As COVID-19 spreads into the NFL, fantasy football players face unexpected chaos


Gori Spillis '21

Sebastian Hicks ’21 presents his low-scoring fantasy football roster, battered by COVID-19 related absences from key players.

For the first time since 2010, the National Football League held a Tuesday Night Football game on October 13, 2020 after an outbreak in the Tennessee Titans organization delayed their Sunday bout vs. the Buffalo Bills. The first series of COVID-19 breakouts among NFL teams has hit, and the beam of light that was NFL Football has been darkened by its first cloud. For now, the NFL will simply rearrange schedules for teams with outbreaks, but fantasy football leagues have been affected in ways no one has ever seen before. 

The fantasy football world has been shaken up ever since Cam Newton, the star quarterback for the New England Patriots, tested positive for the novel coronavirus on October 2. According to ESPN Fantasy Football, 84% of fantasy football leagues have a team with Newton on their roster. 

This positive test left a question in owners’ minds that they never had to ask themselves before: What do I do with Cam Newton?

“He’s not hurt, but he can’t play. I can’t drop him, but I can’t play him. What do I do? Just take the loss?” asked Lenny Miller ’21, who has been playing fantasy football for 7 years.

It would not be smart to drop a player as talented as Cam Newton because someone else will pick him right up, but while he is sick, he has no value. Miller found that, with this unexpected variable, his once dominant team was suddenly at a major disadvantage a few weeks, and he was in danger of losing his elusive, precious playoff spot. This has already become a common struggle across fantasy leagues as COVID-19 continues to wreak havoc in the NFL. 

He’s not hurt, but he can’t play. I can’t drop him, but I can’t play him. What do I do? Just take the loss?”

— Lenny Miller '21

Of course, one player’s misfortune can be another player’s opportunity. “[The outbreak] has been great for me,” Levi Gans ‘22 said. The team I’m against has Cam Newton, so he has to play his backup this week. As long as my players stay healthy, I’m good to go. The thing is, I know my luck won’t last. The NFL is a ticking time bomb.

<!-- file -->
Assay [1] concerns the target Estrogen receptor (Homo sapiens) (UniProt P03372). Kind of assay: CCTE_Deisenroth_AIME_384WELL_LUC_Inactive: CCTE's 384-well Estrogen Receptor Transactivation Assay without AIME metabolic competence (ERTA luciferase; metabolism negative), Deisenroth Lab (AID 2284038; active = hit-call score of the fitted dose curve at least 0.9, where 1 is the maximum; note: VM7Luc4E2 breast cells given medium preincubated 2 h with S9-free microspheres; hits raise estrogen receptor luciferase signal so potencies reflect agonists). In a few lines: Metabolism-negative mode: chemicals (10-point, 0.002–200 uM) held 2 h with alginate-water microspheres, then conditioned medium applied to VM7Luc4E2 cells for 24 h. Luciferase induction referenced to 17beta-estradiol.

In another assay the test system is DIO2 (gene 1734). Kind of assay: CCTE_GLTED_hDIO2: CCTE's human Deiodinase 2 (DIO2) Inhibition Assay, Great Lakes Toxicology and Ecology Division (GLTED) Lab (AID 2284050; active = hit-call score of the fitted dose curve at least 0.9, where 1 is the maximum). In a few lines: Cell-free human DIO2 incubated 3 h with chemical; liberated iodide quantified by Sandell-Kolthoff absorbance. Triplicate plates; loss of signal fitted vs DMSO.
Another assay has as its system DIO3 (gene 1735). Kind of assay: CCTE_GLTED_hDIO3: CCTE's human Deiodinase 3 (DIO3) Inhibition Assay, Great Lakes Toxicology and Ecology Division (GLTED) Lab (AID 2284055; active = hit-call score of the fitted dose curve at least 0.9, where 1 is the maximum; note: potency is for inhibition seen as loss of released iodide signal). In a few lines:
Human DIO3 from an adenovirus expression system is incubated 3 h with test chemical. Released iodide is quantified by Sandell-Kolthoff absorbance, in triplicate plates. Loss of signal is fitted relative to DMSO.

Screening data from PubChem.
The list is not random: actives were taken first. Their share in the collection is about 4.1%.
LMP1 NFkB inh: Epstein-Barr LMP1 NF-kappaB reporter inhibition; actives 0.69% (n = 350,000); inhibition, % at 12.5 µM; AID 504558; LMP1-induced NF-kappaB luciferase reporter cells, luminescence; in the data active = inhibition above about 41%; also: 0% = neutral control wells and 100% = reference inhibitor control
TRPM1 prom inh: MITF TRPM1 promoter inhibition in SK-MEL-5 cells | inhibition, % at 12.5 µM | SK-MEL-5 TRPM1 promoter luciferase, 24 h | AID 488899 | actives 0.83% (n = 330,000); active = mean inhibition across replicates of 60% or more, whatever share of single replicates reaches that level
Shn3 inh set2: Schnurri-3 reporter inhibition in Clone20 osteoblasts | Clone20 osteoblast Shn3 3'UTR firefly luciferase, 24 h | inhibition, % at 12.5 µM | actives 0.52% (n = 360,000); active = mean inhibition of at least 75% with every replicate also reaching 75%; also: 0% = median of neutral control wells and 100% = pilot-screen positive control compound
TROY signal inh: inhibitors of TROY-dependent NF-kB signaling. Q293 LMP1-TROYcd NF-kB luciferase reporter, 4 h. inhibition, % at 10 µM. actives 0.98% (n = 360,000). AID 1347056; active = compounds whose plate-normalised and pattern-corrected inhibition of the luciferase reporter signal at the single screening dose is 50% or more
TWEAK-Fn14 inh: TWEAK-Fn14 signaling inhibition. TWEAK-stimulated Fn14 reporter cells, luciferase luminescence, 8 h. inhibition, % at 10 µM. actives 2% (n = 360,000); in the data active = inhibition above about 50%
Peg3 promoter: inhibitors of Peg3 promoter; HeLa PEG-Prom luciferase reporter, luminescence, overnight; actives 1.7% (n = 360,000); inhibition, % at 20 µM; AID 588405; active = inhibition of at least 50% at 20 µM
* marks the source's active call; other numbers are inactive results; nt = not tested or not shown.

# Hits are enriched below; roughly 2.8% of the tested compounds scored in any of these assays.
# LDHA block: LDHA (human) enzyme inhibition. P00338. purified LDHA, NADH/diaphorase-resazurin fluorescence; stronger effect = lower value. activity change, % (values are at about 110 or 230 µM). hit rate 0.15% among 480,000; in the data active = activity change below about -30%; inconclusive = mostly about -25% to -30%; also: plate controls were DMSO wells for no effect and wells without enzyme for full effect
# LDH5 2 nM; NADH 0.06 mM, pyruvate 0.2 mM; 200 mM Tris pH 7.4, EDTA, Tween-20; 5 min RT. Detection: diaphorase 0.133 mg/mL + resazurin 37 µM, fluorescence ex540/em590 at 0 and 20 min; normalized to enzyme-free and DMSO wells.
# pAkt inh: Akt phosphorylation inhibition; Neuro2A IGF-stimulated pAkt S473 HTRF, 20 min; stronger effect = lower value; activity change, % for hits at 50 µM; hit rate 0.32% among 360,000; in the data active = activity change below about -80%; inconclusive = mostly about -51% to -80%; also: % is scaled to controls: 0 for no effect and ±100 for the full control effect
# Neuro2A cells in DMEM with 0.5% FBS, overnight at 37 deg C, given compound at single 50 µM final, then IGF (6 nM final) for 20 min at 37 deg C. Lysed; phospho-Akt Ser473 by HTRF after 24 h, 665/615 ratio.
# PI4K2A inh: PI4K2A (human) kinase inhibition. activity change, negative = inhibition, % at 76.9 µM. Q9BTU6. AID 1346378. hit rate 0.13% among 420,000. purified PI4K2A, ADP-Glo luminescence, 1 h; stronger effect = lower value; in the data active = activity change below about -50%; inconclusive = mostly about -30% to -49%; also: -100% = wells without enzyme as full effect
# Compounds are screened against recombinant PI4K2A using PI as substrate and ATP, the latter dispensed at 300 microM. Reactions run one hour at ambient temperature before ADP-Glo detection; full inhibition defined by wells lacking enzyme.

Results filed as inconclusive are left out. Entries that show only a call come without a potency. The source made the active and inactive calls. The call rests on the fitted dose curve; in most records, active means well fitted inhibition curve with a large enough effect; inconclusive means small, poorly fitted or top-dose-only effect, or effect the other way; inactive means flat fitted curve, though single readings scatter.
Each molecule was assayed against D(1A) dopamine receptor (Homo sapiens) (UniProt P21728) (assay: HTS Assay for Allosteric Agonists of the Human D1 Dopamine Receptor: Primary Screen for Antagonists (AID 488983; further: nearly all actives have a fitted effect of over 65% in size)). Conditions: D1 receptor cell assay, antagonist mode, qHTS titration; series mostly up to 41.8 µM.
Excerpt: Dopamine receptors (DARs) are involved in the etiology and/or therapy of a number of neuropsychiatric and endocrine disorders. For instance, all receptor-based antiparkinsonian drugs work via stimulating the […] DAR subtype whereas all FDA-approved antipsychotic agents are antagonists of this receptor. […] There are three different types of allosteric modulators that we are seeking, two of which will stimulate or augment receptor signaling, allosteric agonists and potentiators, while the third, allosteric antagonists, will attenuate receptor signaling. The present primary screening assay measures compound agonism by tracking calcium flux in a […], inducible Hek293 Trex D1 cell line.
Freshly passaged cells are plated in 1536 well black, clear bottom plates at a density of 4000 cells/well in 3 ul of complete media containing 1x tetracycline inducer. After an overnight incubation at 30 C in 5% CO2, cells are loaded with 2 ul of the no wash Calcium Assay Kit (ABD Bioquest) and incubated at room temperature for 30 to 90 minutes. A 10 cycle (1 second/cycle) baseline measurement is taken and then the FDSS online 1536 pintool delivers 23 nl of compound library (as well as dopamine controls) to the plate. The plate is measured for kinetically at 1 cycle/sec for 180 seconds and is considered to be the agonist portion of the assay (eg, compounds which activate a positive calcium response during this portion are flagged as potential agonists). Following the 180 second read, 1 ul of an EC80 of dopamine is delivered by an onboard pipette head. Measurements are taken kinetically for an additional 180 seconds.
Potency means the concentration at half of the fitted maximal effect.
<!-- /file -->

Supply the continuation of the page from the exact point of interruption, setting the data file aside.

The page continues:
A ticking time bomb iright. With no bubble in place and 1,696 unsupervised players, each with different social group, these outbreaks seem inevitable 

“The league is going to be shut down. Too many people are getting it too quickly,” Chloe Wiesenfeld ‘21 said 

When Week 1 of the NFL season started, spirits lifted across fantasy leagues. But these outbreaks quickly changed the mood.

“At first, the NFL and fantasy football were the only normal things left in my life, but now the coronavirus has shown that no one is safe, Alexander Lake ‘21 saidIt scares me.”  

Outbreaks have also caused problems for fantasy league commissioners. “Now I have people asking me for more bench spots because they have sick players,” Jacob Simkovic ‘21, a fantasy football league commissioner, said. “But other members are against the move because they don’t want members abusing the extra bench spots to hog players. I have to make some weird and difficult decisions I have never even heard of before.”  

“This is not about discipline,” said NFL Commissioner Roger Goodell in a conference call with reporters. “This is about making sure we’re keeping our personnel safe, and that’s been our entire focus to date.” As a wave of safety protocol infringement fines hits players and coaches around the league, it is clear Goodell and his team are taking strict measures to slow outbreaks. The question that remains to be answered is: How will fantasy football leagues adapt?